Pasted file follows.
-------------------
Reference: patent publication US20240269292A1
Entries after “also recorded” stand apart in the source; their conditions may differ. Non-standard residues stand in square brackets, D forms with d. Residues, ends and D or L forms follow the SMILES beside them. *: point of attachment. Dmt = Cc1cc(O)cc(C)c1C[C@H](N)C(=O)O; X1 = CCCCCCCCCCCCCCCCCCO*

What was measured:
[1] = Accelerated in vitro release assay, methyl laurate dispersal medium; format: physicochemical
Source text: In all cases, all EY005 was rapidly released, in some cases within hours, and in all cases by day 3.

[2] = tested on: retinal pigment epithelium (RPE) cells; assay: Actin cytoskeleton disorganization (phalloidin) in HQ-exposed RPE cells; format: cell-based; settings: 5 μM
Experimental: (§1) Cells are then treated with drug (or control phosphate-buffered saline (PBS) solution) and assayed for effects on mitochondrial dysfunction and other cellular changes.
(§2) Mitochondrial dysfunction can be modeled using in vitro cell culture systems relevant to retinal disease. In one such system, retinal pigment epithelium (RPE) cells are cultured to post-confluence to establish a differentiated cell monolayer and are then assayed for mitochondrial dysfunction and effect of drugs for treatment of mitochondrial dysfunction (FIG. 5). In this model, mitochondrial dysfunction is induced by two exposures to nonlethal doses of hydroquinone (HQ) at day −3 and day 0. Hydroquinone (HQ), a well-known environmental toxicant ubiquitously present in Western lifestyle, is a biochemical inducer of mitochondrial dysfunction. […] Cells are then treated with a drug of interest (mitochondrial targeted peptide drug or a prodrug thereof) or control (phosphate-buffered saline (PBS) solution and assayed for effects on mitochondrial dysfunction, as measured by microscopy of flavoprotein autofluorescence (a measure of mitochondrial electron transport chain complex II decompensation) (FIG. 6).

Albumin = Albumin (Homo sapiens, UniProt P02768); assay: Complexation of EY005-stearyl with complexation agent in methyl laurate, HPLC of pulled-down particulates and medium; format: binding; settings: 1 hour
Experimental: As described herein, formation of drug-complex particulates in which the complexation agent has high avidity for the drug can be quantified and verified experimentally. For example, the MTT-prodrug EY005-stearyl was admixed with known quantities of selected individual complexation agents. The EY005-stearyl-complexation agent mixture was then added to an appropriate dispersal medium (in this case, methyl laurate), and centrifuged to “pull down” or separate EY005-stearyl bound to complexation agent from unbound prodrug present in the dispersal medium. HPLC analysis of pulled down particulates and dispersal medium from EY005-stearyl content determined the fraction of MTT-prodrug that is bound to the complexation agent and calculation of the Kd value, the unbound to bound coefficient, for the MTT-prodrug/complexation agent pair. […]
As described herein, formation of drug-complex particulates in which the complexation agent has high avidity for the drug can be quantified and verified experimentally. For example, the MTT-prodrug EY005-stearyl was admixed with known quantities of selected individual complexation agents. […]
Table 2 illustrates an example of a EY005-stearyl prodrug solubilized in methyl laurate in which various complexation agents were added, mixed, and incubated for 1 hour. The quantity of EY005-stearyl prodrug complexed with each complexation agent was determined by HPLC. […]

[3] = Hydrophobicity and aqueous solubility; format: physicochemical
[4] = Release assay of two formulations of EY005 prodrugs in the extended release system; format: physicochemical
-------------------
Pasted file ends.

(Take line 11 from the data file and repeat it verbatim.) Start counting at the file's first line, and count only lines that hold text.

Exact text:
As described herein, formation of drug-complex particulates in which the complexation agent has high avidity for the drug can be quantified and verified experimentally. For example, the MTT-prodrug EY005-stearyl was admixed with known quantities of selected individual complexation agents. […]